El Chapo Guzman
Image Reuters

Joaquin Guzman Loera, known as "El Chapo," the kingpin of the Sinaloa cartel was issued a California Driver's License according to a report from Univision. The documents obtained by the Hispanic network are from a Drug Enforcement Administration (DEA) report where it states the drug lord obtained his license in 1988 under one of his aliases, Max Aragon. The document shows "El Chapo's" face picture, the issue date, his height, age and an alleged address in the city of Los Angeles. According to the report from the DEA, the license was used by Guzman to register two Corvette's he bought in L.A. to later gift to public officials in Mexico.

When "El Chapo" was issued the driver's license, he was already a wanted man by the DEA. In 1993 the kingpin was captured in Guatemala and extradited to Mexico, being sentenced for over 20 years on charges of drug trafficking, criminal association and bribery. In 1995 he was transferred to Puente Grande, a maximum security prison in the Mexican state of Jalisco. By 2001, Guzman broke out of prison when he escaped in a laundry van, with reports from the Univision report giving a different version of the escape. The Spanish-language network now states that he alleged fled the scene dressed as a woman, with a wig, skirt and heels.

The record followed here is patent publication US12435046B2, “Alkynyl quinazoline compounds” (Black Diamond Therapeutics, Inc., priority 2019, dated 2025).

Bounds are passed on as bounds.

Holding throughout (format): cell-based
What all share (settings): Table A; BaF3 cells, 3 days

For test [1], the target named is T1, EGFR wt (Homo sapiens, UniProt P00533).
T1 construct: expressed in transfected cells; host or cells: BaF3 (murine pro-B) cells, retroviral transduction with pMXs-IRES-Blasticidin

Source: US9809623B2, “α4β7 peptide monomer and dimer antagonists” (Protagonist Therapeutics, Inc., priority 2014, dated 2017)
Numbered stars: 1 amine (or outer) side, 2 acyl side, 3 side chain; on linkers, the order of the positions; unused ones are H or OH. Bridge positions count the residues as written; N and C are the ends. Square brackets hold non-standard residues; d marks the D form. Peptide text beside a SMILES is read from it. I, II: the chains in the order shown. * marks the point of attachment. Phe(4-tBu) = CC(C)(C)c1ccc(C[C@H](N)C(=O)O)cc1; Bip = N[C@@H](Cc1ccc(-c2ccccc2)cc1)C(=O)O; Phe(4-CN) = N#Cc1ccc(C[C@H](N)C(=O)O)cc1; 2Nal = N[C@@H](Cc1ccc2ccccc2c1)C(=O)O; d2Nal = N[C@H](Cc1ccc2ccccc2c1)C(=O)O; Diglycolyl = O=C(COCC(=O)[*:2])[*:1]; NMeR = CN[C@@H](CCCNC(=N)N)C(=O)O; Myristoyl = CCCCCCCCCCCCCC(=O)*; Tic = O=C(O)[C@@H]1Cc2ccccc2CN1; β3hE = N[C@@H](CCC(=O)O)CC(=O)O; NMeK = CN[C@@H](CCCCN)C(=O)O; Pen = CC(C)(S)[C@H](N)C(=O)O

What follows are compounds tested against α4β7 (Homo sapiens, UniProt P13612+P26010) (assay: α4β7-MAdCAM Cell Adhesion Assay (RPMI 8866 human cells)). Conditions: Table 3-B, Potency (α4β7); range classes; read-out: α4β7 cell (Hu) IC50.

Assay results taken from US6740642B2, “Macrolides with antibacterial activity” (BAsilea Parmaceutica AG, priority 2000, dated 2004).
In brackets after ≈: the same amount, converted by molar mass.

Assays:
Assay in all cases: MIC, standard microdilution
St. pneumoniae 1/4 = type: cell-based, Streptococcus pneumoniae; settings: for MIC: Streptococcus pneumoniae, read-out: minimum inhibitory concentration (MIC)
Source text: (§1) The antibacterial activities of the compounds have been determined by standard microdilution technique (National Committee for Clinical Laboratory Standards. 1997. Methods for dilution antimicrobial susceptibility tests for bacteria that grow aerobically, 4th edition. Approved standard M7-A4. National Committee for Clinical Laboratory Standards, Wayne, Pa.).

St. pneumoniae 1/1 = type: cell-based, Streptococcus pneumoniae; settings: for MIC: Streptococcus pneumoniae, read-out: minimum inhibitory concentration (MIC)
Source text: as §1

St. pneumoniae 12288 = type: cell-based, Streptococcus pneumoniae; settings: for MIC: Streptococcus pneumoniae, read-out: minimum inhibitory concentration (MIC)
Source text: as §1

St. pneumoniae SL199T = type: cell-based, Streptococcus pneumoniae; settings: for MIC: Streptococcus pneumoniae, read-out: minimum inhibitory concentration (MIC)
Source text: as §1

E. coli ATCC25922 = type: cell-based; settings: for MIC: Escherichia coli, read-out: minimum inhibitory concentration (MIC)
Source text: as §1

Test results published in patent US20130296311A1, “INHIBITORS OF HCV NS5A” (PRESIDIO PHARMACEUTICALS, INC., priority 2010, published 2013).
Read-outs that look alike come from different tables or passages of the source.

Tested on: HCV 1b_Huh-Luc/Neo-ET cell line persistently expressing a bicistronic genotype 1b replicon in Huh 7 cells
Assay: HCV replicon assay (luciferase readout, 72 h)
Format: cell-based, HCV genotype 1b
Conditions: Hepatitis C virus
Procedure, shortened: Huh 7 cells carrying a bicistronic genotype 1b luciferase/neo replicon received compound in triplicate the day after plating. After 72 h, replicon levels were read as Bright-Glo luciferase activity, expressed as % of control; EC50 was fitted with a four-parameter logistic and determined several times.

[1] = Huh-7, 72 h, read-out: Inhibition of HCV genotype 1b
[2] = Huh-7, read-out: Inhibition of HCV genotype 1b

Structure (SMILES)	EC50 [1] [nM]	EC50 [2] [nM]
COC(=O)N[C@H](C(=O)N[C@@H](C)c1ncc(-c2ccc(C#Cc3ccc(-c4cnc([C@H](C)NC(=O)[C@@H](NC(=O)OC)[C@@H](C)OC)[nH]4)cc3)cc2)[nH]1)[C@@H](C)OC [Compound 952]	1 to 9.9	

"El Chapo" is best known for his worldwide infrastructure and is the DEAs most wanted man. About 62 of the 120 drug trafficking tunnels that have been found have been linked to Guzman's organization, according to the report. Just last week a new tunnel was discovered that connects San Diego, California with Tijuana, Mexico. "Once again, we've succeeded in taking down a smuggling tunnel before it was fully operational. This action is another huge setback for the Mexican cartels, which invest vast amounts of time and money to build them. These criminal organizations should not mistakenly believe tunnels will be their ticket to success," said John Sandweg, acting director of the U.S. Immigration and Customs Enforcement.

© 2023 Latin Times. All rights reserved. Do not reproduce without permission.